audioplay - play audio files
audioplay [-iV] [-v vol] [-d dev] [file]...
The audioplay utility copies the named audio files (or the standard input
if no filenames are present) to the audio device. If no input file is
specified and standard input is a tty, the program exits with an error
The input files must contain a valid audio file header. The
encoding information in this header is matched against the capabilities of
the audio device and, if the data formats are incompatible, an error message
is printed and the file is skipped. Compressed ADPCM (G.721) monaural
audio data is automatically uncompressed before playing.
Minor deviations in sampling frequency (that is, less than 1%) are
ordinarily ignored. This allows, for instance, data sampled at 8012 Hz to be
played on an audio device that only supports 8000 Hz. If the -V
option is present, such deviations are flagged with warning messages.
The following options are supported:
Device: The dev argument specifies an
alternate audio device to which output should be directed. If the -d
option is not specified, the AUDIODEV environment variable is consulted
(see below). Otherwise, /dev/audio is used as the default audio
Immediate: If the audio device is unavailable
(that is, another process currently has write access), audioplay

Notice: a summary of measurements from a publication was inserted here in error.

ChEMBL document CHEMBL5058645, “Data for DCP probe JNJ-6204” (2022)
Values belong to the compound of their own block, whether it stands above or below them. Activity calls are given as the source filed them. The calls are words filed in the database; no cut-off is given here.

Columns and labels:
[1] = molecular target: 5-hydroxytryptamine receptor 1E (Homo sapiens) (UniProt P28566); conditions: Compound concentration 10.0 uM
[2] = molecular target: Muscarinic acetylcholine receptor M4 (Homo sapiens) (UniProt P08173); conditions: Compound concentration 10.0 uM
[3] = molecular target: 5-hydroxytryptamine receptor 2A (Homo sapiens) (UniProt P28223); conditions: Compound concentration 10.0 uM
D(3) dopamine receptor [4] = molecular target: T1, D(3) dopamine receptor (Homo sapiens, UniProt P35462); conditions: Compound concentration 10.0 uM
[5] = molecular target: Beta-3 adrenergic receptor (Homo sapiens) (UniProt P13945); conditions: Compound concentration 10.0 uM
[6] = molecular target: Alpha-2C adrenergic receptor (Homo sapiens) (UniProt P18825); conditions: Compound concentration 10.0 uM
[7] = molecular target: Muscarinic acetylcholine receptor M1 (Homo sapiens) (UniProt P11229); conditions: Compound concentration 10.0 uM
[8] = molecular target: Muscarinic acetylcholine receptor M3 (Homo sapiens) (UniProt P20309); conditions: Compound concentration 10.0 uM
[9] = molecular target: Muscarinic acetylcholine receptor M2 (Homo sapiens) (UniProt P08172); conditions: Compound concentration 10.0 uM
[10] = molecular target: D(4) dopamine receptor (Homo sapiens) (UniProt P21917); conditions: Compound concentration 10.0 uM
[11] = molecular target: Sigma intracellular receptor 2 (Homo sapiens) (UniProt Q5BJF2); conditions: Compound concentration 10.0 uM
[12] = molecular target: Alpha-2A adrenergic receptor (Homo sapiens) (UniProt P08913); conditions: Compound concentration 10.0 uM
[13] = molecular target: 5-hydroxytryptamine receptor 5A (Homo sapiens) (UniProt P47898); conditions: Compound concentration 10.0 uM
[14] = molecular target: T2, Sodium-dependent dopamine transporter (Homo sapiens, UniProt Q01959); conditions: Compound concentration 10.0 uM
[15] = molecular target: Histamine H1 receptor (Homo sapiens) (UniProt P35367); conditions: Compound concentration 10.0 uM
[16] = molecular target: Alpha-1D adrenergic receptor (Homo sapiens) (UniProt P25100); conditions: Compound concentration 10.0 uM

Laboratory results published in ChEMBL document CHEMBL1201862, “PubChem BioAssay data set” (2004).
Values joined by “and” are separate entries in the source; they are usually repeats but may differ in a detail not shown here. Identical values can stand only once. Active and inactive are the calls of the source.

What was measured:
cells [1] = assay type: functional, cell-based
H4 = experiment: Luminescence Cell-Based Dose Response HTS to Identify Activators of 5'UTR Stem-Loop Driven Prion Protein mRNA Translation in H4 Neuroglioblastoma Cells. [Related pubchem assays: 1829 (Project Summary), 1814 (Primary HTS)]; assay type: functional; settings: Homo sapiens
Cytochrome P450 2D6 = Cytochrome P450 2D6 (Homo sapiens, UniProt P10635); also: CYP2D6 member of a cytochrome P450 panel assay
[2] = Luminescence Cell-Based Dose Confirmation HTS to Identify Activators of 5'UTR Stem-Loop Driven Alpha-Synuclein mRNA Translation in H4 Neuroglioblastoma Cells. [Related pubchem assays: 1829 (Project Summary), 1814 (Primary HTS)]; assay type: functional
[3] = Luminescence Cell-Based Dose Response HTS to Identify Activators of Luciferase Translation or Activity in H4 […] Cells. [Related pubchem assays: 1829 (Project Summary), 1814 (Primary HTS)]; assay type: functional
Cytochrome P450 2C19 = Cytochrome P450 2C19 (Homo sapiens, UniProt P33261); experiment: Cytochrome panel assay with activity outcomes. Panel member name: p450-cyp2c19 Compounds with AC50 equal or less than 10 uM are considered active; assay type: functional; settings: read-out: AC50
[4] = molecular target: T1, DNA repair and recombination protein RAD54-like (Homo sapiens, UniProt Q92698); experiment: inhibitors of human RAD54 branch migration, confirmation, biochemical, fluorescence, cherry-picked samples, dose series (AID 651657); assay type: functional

ordinarily waits until it can obtain access to the device. When the -i
option is present, audioplay prints an error message and exits
immediately if the device is busy.
Volume: The output volume is set to the specified
value before playing begins, and is reset to its previous level when
audioplay exits. The vol argument is an integer value between 0
and 100, inclusive. If this argument is not specified, the output volume
remains at the level most recently set by any process.
Verbose: Prints messages on the standard error
when waiting for access to the audio device or when sample rate deviations are
Help: Prints a command line usage message.
File Specification: Audio files named on the
command line are played sequentially. If no filenames are present, the
standard input stream (if it is not a tty) is played (it, too, must contain an
audio file header). The special filename − can be used to read
the standard input stream instead of a file. If a relative path name is
supplied, the AUDIOPATH environment variable is consulted (see
See largefile(5) for the description of the behavior of audioplay
when encountering files greater than or equal to 2 Gbyte (2^31 bytes).
The full path name of the audio device to write to, if no
-d argument is supplied. If the AUDIODEV variable is not set,
/dev/audio is used.
A colon-separated list of directories in which to search
for audio files whose names are given by relative pathnames. The current
directory (.) can be specified explicitly in the search path. If the
AUDIOPATH variable is not set, only the current directory is
audioconvert(1), audiorecord(1), largefile(5),
audioplay currently supports a limited set of audio format conversions.
If the audio file is not in a format supported by the audio device, it must
first be converted. For example, to convert to voice format on the fly, use
example% audioconvert -f voice myfile | audioplay
The format conversion is not always be able to keep up with the
audio output. If this is the case, you should convert to a temporary file
before playing the data.